10 wedding traditions from around the world
If I were to ask you about wedding traditions, what would come to mind? Maybe you’d picture a bouquet toss, or a champagne toast, or breaking a glass after saying “I do.” Whatever you’re imagining, there are countless others from all over the worlds.
As a Junior Events Coordinator, these are the types of things that get me excited! I love learning about new wedding traditions and how people celebrate around the world, and thought you’d love learning about them, too!
Ready to take a trip around the world in 10 minutes or less? Grab your passport – we’re going global!
1. India's Kumbh Vivah
Astrology seems to be making a comeback these days, so for those of you who know your Rising, Moon, and Sun signs, this tradition is for you!
In India, if a bride happens to be born at a certain time of the year (when Mars and Saturn are both under the seventh house, to be specific) she is rumored to be cursed – especially when it comes to marriage. This is because in astrology, Mars is a soldier and Saturn is an army general. When they are both under the same house it is considered a war zone, which can cause conflict and tension.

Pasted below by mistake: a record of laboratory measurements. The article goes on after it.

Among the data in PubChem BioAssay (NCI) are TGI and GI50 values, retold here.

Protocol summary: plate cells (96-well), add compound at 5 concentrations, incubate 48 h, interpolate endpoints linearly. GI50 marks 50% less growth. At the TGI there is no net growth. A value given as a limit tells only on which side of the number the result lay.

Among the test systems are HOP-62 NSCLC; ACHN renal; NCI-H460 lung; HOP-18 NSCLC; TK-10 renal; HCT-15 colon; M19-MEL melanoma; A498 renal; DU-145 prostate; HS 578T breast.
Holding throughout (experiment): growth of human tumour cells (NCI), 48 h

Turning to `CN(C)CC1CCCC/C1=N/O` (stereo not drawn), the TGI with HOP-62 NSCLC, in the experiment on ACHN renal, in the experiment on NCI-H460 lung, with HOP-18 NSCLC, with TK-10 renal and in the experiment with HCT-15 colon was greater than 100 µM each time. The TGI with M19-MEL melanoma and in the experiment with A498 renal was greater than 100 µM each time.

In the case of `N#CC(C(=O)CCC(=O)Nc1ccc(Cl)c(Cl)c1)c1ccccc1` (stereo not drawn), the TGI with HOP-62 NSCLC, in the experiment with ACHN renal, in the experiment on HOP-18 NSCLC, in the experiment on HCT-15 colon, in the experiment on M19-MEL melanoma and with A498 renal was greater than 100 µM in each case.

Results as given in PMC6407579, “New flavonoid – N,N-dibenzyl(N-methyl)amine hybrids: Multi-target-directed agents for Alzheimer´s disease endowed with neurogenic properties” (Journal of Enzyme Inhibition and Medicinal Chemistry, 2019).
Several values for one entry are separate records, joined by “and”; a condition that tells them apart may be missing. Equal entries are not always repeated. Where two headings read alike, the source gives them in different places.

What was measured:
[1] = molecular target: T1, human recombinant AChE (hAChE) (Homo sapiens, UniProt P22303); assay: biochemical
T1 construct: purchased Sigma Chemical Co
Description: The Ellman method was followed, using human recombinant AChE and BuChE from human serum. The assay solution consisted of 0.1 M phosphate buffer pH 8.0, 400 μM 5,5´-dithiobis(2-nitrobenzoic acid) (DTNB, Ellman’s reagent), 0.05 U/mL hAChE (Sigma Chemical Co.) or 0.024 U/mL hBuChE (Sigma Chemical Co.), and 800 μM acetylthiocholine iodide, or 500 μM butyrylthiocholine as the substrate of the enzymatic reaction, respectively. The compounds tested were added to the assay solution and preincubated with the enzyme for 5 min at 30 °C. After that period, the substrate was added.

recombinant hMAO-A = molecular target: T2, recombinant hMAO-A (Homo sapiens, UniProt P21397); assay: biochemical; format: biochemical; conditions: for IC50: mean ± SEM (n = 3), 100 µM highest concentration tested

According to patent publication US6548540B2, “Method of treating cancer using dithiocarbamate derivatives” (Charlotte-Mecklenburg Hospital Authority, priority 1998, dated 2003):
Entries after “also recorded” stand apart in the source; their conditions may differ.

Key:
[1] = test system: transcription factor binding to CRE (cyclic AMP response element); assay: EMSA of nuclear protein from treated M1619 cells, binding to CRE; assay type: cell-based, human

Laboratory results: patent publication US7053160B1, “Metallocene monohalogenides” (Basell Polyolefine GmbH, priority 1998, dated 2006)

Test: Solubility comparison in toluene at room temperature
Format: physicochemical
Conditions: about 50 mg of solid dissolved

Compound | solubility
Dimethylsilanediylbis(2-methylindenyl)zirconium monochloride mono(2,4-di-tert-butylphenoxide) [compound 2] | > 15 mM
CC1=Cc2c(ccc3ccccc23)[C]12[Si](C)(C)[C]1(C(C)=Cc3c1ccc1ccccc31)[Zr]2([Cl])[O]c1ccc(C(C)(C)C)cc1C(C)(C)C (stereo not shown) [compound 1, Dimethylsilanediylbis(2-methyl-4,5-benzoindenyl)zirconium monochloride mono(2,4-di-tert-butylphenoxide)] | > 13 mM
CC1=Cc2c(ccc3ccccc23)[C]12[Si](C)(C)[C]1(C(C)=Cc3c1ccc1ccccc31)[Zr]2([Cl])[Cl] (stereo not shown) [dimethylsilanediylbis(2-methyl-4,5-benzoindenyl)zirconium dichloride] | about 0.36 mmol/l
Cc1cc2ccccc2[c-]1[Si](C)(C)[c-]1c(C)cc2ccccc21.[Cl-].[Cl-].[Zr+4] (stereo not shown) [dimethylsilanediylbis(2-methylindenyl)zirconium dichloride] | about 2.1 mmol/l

In order to counteract this less-than-ideal climate, the bride is encouraged to first marry a tree before they are married to their significant other. That way, the curse falls upon their marriage with the tree and not their one true love.
If you had to marry a tree first, what kind of tree would you pick? Personally, I would pick a willow or cherry tree – who wouldn’t want to marry something as beautiful as one of those?
2. Newfoundland's screeching in
This next tradition hits a little closer to home, hailing from the ocean-soaked East Coast of Canada! If you’ve ever visited Newfoundland, you might have heard the term “screeching in.” This term refers to an age-old saying which instructs CFA’s (or “coming from aways,” if you will) to kiss a codfish, eat a piece of Newfoundland steak (aka baloney), and then wash it all down with a shot of screech rum.